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You Can’t Please all! Some observations on the controversy about the Bhupen Khakhar exhibition at Tate Modern, London

Dr. Cathrine Bublatzky, Anthropologist, Heidelberg University

Recently I visited the exhibition You can’t please them all – a retrospective of modern Indian painter Bhupen Khakhar (1934-2003) at Tate Modern, London. The show, curated by Chris Dercon, former Tate Modern director, and Nada Raza (research curator), opened on June 1 2016 in London and will travel to the Deutsche Bank Kunsthalle in Berlin in November 2016. I came to know about the show due to reviews that circulated via social media prior to the opening, and which caused a serious controversy and protest against neo-colonial attitudes towards a still imagined ‘non-European other’ by art experts in India and Great Britan. With this post, I wish to provide some anthropological observations on the controversy which demonstrates a crucial claim for equality in the international art world.…

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Occasional Paper 6: Destructivistas

Joel Cahen (2012, revised 2016)

With our present day awareness, the arts as we have known them up to now appear to us in general to be fakes fitted out with a tremendous affectation. Let us take leave of these piles of counterfeit objects on the altars, in the palaces, in the salons and the antique shops. They are an illusion with which, by human hand and by way of fraud, materials such as print, pieces of cloth, metals, clay or marble are loaded with false significance, so that, instead of just presenting their own material self, they take on the appearance of something else. Under the cloak of intellectual aim, the materials have been completely murdered and can no longer speak to us.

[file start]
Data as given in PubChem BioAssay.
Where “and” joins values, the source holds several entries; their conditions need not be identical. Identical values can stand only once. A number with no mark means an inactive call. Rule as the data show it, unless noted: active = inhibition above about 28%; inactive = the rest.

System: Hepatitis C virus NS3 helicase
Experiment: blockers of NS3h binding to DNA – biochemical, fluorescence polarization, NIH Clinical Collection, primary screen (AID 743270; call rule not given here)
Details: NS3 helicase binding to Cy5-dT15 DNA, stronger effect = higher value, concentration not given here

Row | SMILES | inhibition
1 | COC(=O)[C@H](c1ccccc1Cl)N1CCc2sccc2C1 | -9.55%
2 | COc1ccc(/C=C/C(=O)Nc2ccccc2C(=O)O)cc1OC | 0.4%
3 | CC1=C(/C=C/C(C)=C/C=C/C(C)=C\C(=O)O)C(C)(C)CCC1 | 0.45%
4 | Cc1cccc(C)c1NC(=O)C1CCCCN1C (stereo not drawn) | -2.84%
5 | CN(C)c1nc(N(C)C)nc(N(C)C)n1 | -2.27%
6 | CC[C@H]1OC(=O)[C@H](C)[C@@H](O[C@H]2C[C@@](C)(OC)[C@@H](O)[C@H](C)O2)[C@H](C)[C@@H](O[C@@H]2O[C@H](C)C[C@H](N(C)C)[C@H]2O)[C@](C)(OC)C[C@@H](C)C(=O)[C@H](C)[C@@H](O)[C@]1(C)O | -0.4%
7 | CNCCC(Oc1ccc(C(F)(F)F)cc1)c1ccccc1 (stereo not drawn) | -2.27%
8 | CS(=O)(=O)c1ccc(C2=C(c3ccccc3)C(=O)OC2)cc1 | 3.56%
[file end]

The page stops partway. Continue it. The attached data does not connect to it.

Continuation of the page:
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Object Lessons: the story of material education in eight chapters

Press release:

Duration: September 16, 2016 – January 16, 2017
Opening: Thursday, September 15, 7 p.m.

Milanese Mosaic Pastes, Cabinet of Factory Products, c. 1800, Collection Technical Museum Vienna, Photo: A.-S. Lehmann / Jars From a Teaching Aid Kit On Paper Fabrication, Lehrmittel-Verlag F. Rausch c. 1920, Collection Werkbundarchiv, Photo: A. Herrmann
If you know how to fabricate a candle from fat or a pen from a fishbone, you can survive in prison. If you know how blood reacts to lemon juice, you can remove stains. If you know why polylactide is more sustainable than polyethylene, you can change the world.

Today, knowledge about materials, their origins, and processing is more valued and desired than ever before. At the same time, such knowledge is specialized, concealed, and the domain of experts.

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Things that Make Us

Via The Institute of Making

Zoe Laughlin of UCL’s Institute of Making has a new podcast, Things That Make Us. Following the model of Desert Island Discs, each week, Laughlin interviews someone asking them to chose five things that they feel have shaped and moulded their lives and practice. The first two weeks interview the artist, Cornelia Parker, and food critic and journalist, Jay Rayner.